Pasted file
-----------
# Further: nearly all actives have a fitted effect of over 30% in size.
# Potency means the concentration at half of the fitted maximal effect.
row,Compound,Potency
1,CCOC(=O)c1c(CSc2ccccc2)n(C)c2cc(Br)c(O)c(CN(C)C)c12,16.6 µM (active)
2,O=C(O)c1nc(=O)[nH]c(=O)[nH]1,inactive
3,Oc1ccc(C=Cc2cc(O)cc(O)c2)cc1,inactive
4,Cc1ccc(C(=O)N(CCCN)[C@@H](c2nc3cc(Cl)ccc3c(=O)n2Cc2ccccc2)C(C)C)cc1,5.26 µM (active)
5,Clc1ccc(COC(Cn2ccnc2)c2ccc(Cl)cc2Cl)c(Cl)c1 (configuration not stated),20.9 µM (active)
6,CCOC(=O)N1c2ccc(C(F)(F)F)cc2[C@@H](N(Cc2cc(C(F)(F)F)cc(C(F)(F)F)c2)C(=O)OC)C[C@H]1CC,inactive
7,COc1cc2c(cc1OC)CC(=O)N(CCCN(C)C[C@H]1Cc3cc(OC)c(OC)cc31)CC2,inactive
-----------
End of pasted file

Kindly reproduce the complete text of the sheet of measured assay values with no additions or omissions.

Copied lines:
# Further: nearly all actives have a fitted effect of over 30% in size.
# Potency means the concentration at half of the fitted maximal effect.
row,Compound,Potency
1,CCOC(=O)c1c(CSc2ccccc2)n(C)c2cc(Br)c(O)c(CN(C)C)c12,16.6 µM (active)
2,O=C(O)c1nc(=O)[nH]c(=O)[nH]1,inactive
3,Oc1ccc(C=Cc2cc(O)cc(O)c2)cc1,inactive
4,Cc1ccc(C(=O)N(CCCN)[C@@H](c2nc3cc(Cl)ccc3c(=O)n2Cc2ccccc2)C(C)C)cc1,5.26 µM (active)
5,Clc1ccc(COC(Cn2ccnc2)c2ccc(Cl)cc2Cl)c(Cl)c1 (configuration not stated),20.9 µM (active)
6,CCOC(=O)N1c2ccc(C(F)(F)F)cc2[C@@H](N(Cc2cc(C(F)(F)F)cc(C(F)(F)F)c2)C(=O)OC)C[C@H]1CC,inactive
7,COc1cc2c(cc1OC)CC(=O)N(CCCN(C)C[C@H]1Cc3cc(OC)c(OC)cc31)CC2,inactive